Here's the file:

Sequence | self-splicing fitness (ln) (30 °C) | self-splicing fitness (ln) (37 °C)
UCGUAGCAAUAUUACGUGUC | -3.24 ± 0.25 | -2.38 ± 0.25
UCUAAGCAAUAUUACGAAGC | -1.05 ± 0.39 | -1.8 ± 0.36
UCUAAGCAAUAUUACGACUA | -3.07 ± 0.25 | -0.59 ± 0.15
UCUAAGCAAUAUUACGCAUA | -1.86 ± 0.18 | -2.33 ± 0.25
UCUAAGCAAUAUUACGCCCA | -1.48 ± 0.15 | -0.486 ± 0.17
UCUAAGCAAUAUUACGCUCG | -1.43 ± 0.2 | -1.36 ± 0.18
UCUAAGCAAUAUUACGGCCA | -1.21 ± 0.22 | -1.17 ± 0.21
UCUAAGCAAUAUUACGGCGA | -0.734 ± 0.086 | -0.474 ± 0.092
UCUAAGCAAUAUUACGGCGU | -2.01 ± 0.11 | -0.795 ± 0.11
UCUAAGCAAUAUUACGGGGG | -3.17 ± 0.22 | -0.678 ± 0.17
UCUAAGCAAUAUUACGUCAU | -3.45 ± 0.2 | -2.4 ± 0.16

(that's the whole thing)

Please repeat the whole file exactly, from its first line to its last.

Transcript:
Sequence | self-splicing fitness (ln) (30 °C) | self-splicing fitness (ln) (37 °C)
UCGUAGCAAUAUUACGUGUC | -3.24 ± 0.25 | -2.38 ± 0.25
UCUAAGCAAUAUUACGAAGC | -1.05 ± 0.39 | -1.8 ± 0.36
UCUAAGCAAUAUUACGACUA | -3.07 ± 0.25 | -0.59 ± 0.15
UCUAAGCAAUAUUACGCAUA | -1.86 ± 0.18 | -2.33 ± 0.25
UCUAAGCAAUAUUACGCCCA | -1.48 ± 0.15 | -0.486 ± 0.17
UCUAAGCAAUAUUACGCUCG | -1.43 ± 0.2 | -1.36 ± 0.18
UCUAAGCAAUAUUACGGCCA | -1.21 ± 0.22 | -1.17 ± 0.21
UCUAAGCAAUAUUACGGCGA | -0.734 ± 0.086 | -0.474 ± 0.092
UCUAAGCAAUAUUACGGCGU | -2.01 ± 0.11 | -0.795 ± 0.11
UCUAAGCAAUAUUACGGGGG | -3.17 ± 0.22 | -0.678 ± 0.17
UCUAAGCAAUAUUACGUCAU | -3.45 ± 0.2 | -2.4 ± 0.16